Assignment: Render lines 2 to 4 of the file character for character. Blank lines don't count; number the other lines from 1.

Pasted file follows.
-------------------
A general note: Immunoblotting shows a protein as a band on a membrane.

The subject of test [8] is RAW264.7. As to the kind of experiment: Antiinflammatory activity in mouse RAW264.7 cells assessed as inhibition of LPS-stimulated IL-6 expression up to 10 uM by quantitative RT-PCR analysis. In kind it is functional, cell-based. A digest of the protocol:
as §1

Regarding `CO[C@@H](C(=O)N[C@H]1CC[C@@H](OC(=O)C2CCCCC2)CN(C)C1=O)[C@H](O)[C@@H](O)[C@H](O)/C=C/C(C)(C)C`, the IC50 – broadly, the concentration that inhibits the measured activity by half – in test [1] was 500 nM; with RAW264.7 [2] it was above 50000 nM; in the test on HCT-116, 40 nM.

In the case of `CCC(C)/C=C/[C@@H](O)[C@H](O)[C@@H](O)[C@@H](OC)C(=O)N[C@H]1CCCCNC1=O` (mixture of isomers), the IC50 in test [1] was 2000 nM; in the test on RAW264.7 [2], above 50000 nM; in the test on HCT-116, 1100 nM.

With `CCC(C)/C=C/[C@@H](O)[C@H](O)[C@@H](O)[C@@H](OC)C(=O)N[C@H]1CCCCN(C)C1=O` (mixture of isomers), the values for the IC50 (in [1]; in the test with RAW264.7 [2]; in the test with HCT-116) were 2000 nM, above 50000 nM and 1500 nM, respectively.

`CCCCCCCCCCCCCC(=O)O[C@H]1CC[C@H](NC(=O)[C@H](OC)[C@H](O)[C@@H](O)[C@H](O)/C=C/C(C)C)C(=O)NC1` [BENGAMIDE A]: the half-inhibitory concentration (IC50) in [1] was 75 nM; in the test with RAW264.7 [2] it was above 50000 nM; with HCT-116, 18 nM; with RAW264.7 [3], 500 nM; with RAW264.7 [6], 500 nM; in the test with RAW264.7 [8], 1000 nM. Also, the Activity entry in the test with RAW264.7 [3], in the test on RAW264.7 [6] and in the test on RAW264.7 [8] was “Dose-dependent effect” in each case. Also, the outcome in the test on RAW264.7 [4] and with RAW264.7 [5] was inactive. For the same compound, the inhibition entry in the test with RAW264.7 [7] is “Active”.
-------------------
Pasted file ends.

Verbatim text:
The subject of test [8] is RAW264.7. As to the kind of experiment: Antiinflammatory activity in mouse RAW264.7 cells assessed as inhibition of LPS-stimulated IL-6 expression up to 10 uM by quantitative RT-PCR analysis. In kind it is functional, cell-based. A digest of the protocol:
as §1

Regarding `CO[C@@H](C(=O)N[C@H]1CC[C@@H](OC(=O)C2CCCCC2)CN(C)C1=O)[C@H](O)[C@@H](O)[C@H](O)/C=C/C(C)(C)C`, the IC50 – broadly, the concentration that inhibits the measured activity by half – in test [1] was 500 nM; with RAW264.7 [2] it was above 50000 nM; in the test on HCT-116, 40 nM.